Podium vs. Lectern

The lectern and the podium are two terms that are erroneously interchanged as relating to the public speaking sphere. It is more common to have people referring to the lectern when in actual sense, they mean the podium but the converse is not as common. It is important to understand the difference between the two to break the cycle of extended vocabulary misuse and maintain the integrity and richness of the English language

The podium is a term coined from the Greek word podos, which means foot. Pod, a derivation of podos, has been used as the root-word for many other words, among them podium. The podium is an elevated surface or platform on which a speaker stands on to increase visibility to the audience during the delivery of a presentation. The podium also adds the advantage of increased vocal projection across an area, ensuring that even those furthest from the speaker hear the message.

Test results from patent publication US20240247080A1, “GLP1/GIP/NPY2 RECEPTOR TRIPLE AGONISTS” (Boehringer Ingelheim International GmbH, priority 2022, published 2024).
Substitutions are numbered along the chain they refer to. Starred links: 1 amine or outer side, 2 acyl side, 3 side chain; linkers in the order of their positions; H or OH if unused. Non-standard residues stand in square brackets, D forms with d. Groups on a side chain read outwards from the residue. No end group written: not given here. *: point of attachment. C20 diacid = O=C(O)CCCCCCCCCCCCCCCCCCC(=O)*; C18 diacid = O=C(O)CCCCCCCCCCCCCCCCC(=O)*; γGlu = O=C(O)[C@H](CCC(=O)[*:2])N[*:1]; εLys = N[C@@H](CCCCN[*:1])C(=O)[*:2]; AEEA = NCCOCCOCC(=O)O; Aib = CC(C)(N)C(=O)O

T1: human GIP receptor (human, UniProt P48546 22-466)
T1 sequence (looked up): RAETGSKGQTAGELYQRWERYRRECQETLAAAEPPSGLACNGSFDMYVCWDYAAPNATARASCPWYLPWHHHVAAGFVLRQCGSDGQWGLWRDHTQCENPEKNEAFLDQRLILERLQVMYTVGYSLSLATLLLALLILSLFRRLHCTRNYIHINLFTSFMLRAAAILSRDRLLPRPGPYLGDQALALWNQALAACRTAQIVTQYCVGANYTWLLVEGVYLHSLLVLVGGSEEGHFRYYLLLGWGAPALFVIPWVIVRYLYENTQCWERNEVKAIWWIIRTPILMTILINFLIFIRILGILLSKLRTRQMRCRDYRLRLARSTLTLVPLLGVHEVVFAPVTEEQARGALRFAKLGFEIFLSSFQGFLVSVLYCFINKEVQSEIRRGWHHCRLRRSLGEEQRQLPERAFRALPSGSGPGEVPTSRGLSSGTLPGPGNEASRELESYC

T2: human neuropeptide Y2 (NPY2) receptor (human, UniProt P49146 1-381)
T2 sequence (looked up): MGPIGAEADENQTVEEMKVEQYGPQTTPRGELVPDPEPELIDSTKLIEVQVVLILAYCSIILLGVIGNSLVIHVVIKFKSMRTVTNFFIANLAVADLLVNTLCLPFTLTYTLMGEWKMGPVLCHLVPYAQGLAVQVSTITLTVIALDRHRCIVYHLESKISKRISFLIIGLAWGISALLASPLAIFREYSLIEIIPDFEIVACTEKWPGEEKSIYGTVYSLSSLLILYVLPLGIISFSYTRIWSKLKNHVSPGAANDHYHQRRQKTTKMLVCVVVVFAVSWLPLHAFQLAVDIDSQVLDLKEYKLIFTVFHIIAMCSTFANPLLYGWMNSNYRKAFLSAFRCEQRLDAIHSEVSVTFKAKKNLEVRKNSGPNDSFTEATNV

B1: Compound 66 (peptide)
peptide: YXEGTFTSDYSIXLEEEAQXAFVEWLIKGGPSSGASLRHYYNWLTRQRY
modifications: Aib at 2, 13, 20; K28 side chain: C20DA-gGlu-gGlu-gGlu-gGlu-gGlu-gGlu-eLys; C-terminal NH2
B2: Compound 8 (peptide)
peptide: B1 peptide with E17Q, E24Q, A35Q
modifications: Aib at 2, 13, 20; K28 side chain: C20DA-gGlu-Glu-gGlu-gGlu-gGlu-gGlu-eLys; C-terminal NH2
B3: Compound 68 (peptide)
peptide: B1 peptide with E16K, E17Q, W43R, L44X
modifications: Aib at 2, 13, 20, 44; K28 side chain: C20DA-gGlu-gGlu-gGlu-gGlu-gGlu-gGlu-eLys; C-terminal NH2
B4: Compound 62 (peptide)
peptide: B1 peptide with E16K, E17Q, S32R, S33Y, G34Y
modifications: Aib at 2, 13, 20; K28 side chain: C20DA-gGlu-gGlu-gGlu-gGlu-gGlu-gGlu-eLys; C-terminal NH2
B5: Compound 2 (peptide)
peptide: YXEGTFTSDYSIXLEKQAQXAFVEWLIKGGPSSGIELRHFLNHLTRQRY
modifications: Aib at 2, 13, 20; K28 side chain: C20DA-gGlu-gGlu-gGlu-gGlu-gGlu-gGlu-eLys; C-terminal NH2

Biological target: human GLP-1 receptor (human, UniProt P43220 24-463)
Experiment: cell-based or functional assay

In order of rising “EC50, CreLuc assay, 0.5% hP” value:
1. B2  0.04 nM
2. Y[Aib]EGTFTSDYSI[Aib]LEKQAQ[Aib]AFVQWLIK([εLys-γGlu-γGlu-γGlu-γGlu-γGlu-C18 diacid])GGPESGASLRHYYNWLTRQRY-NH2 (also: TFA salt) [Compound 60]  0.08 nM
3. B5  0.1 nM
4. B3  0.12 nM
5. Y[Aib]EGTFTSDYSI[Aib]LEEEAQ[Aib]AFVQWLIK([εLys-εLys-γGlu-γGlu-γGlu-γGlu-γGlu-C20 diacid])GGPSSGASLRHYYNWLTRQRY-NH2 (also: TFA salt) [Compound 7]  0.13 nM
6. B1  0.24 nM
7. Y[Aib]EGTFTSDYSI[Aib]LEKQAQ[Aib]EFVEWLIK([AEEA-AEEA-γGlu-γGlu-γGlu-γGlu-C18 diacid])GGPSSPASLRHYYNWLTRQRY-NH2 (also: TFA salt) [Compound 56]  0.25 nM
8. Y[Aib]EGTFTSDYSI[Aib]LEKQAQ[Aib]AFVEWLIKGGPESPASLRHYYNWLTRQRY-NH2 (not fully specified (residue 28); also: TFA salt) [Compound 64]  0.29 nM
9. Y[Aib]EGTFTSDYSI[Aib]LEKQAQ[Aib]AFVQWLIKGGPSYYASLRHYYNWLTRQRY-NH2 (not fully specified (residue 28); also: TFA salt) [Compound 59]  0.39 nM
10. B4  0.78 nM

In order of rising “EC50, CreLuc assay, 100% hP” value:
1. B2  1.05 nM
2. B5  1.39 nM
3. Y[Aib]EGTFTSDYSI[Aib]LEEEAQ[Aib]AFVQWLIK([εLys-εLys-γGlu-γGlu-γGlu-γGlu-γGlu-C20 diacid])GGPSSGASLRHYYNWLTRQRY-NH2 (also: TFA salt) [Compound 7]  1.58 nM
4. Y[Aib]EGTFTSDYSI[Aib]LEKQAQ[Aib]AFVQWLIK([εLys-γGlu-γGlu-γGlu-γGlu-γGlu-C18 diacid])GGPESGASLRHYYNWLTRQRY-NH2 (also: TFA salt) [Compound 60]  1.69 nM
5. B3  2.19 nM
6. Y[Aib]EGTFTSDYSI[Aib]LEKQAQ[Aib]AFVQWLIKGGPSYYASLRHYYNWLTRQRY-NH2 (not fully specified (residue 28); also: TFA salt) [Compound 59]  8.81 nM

A lectern is its most basic form a fixture, usually a high desk or stand with a slanting top that holds the speakers notes and other presentation material. It is a term coined from Greek and Latin words that relate to reading, which are also root words for others such as lecture. Lecterns are differently shaped and sized and usually stand at the center or to one end of the stage. Modern-day lecterns are more sophisticated and may be fitted with ports for laptops and tablets as well as integrated control systems such as lights and sound control that facilitate excellent presentation.

Difference Between Podium and Lectern

The podium is the platform on which one stands for the presentation. The lectern on the other term is fixture behind which the speaker stands. It is much simpler to remember when relating the two to other terms, that is, lecture for lectern and podiatry for the podium. This creates a quick mental picture that will save one the embarrassment of vocabulary misuse.


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